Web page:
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Workday Security Considerations

There is a common misperception that Workday security is a purely technical undertaking and that “IT or the system integrator (SI) will know what roles we need, so we won’t need to worry about it.” Unfortunately, this is not true.

Quite the opposite, in fact. In the event there is a security incident, it is ultimately the business that will be impacted through exposure to financial risks. Therefore, it is of utmost importance that the business leadership is fully engaged in and takes ownership of security, both during and after implementation. Never leave system security for the end of the implementation.

At its core, Workday is built on a robust, secure foundation that couples governance and compliance with security and internal controls. Workday functionality offers the ability to leverage systematic checks and balances to reduce manual controls and automate future state processes. It is important to consider these while developing the Workday future state operating model.

The Workday Security Model

The Workday Security Model is logically segmented across Workday Domains and Business Process Security. Access to permissions within these domains and business processes is governed via security groups to which users can be added or removed. Businesses should design their security model to meet their business requirements and consider sensitive access and Segregation of Duties (SoD) conflicts.

Workday Domain Security controls what tasks, actions, and reports a user can perform or run. Examples of these types of actions are View, Modify, Get, and Put.

Business Process Security controls access to workflow approvals, routing, and data during the transactions. Examples of these types of actions include Initiate, Review, Approve, and Rescind.

For a user to complete a specific activity within Workday, the user must have access to both the appropriate domain and sub-tasks within the business process.

The Impact of Workday on Process and Internal Controls

Workday will facilitate numerous process enhancements, but it will also impact and change many of the existing internal controls and Sarbanes-Oxley (SOX) measures. Companies implementing / utilizing Workday should identify and address these changes in the following areas:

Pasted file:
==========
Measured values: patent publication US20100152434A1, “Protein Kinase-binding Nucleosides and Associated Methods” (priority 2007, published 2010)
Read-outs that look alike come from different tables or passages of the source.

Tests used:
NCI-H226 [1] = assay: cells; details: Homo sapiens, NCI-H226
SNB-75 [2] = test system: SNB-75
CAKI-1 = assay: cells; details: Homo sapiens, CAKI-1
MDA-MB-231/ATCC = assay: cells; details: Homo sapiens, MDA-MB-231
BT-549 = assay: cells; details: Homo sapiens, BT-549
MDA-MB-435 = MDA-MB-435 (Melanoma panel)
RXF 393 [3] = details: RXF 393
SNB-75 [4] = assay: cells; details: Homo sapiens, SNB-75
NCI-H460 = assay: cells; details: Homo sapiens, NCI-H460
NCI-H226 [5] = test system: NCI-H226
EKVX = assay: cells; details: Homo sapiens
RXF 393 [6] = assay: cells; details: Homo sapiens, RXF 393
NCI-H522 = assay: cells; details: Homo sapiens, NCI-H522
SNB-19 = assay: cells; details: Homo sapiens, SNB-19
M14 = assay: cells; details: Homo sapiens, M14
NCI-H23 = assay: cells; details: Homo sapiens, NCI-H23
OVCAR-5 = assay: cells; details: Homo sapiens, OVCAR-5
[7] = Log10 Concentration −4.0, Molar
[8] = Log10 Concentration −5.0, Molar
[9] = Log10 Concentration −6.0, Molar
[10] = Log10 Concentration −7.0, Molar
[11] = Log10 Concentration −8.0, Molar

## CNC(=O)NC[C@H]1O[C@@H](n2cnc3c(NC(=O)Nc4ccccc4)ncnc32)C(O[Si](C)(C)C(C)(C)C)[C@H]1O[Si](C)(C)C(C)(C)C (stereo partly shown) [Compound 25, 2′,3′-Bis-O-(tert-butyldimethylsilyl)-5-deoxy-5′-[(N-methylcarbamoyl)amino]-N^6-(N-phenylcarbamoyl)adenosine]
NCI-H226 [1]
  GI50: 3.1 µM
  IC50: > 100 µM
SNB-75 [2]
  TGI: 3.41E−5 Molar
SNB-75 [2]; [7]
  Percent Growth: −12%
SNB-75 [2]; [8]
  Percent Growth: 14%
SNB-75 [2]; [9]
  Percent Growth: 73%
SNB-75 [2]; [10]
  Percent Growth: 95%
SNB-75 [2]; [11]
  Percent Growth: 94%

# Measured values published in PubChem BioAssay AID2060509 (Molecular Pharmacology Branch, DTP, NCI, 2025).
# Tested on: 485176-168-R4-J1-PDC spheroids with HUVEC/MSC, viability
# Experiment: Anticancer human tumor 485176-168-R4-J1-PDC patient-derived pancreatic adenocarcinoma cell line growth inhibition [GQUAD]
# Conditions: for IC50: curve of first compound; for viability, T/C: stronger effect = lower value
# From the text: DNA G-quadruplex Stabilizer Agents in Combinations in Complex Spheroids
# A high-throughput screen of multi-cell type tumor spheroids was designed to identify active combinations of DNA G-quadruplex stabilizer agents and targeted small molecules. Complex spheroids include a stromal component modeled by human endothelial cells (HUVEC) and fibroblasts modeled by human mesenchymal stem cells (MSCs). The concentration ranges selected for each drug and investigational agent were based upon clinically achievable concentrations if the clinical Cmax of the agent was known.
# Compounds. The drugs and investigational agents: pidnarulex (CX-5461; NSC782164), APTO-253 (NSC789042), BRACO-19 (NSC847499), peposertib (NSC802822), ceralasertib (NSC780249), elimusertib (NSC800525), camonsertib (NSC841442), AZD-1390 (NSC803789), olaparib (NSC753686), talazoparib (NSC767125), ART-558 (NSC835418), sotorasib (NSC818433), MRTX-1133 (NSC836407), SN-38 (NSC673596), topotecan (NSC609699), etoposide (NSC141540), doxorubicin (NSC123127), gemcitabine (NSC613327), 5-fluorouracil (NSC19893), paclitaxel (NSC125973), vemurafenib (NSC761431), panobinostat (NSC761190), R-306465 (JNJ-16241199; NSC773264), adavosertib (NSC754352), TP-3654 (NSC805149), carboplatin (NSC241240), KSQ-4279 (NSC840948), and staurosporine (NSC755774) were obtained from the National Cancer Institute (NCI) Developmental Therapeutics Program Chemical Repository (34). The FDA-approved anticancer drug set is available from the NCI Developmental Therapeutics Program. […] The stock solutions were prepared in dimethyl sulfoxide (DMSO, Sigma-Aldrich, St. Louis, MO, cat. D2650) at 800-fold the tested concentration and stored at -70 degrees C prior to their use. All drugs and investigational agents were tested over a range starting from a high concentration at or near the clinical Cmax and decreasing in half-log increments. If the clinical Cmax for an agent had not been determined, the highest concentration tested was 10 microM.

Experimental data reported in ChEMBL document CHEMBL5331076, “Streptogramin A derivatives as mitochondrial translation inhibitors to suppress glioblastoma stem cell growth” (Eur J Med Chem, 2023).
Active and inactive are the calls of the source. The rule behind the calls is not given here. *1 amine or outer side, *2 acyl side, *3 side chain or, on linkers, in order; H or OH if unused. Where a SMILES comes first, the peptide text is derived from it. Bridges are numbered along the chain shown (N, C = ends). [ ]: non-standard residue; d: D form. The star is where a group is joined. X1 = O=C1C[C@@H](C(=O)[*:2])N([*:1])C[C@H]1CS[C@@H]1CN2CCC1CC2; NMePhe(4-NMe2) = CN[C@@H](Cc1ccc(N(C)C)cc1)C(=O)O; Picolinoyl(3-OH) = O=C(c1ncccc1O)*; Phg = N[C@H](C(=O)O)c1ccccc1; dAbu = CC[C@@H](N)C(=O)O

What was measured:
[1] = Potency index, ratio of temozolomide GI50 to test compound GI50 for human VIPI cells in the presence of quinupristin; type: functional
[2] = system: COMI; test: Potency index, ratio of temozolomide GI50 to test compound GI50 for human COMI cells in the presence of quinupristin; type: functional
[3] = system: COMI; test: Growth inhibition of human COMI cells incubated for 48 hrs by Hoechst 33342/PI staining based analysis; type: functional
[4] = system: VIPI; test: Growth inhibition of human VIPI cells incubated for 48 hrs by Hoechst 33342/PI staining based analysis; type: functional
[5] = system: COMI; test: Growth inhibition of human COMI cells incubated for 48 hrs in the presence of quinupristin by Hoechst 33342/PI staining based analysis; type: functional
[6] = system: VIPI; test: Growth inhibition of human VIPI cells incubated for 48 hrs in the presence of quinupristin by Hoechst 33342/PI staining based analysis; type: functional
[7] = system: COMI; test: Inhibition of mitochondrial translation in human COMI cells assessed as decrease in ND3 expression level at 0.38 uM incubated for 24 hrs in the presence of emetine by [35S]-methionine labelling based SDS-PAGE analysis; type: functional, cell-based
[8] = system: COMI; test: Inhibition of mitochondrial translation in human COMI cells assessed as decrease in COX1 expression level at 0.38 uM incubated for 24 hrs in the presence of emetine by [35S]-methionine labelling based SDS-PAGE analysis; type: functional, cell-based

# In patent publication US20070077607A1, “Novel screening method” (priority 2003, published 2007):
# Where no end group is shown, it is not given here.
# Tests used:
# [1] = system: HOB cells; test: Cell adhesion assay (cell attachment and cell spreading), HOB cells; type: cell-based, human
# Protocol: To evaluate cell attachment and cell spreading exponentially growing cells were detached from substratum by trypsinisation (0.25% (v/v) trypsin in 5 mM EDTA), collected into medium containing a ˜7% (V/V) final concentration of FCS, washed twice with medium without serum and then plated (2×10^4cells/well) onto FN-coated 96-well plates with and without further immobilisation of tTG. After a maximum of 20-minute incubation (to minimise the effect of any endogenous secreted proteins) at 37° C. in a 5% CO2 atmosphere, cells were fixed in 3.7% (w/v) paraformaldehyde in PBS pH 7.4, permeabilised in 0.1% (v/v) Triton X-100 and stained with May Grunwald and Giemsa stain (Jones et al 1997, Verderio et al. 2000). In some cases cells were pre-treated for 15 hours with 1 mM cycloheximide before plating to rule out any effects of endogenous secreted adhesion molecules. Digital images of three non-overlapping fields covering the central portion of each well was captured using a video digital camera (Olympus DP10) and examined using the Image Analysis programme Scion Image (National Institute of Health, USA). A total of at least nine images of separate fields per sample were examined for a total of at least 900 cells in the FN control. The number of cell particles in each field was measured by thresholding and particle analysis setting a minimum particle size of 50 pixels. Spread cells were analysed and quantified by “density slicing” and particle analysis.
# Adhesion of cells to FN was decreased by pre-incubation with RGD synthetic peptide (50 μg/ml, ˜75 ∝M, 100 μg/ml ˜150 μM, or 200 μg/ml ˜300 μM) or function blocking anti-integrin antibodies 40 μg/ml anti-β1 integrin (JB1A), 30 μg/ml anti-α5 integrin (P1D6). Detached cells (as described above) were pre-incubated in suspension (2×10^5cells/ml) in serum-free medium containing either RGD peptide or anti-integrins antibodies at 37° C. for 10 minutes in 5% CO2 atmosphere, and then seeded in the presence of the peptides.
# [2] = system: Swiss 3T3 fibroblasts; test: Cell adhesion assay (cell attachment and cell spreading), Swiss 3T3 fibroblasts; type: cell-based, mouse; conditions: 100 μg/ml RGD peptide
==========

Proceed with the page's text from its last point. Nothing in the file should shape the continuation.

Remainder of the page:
• Business Process and Controls – Mechanisms within the system that affect how Workday supports related processes, including automated workflows, key parameters and thresholds, and master data conversion and governance (i.e., master and transaction-level data).
  • System Development Life Cycle (SDLC) – Controls that provide the assurance to both management and external auditors that Workday has been designed, configured, and tested appropriately, including documented requirements and design approval; completed test plans, test scripts, and test results; and a detailed and documented plan cutover strategy and execution.
  • Security and Segregation of Duties (SoD) – These controls ensure that only authorized personnel can perform applicable functions, such as establishing an overall security architecture, creating new Workday custom roles, and defining user access privileges (e.g., system administrator, user access to powerful or sensitive areas within the system, and clearly defined segregation of duties).
  • IT General Controls (ITGCs) – Even in a Cloud environment, companies will retain responsibility for various IT general controls and processes, including security administration and user provisioning, system configuration changes, and Workday integrations to other systems.
Summary

Your business leadership should remain current with emerging regulations and continually monitor Workday security design for sensitive access and segregation of duties to minimize the likelihood of security breaches or material weaknesses in internal controls.

Key security design considerations for the business include:

  • Include security and compliance workstreams in the initial Workday architecture and design phase.
  • Identify security owners, reporting, and accountability.
  • Require security and controls subject-matter experts from the business to sign off on the business process blueprint documentation.
  • Ensure Workday security design mirrors the business process design; otherwise, Workday processes will not work effectively with the security roles delivered by the system integrator and can lead to expensive security redesign projects after the initial implementation.

Always remember: Governance, Security, and Compliance (GSC) underlies everything while you design your system. Don’t leave system security for the end of the implementation or as an afterthought.

If you'd like to learn more about Workday best practices, watch the GRC Days on-demand session by Protiviti, "Best Practices and Tools for an Optimized Workday Environment". 

Watch the Workday  Best Practices Session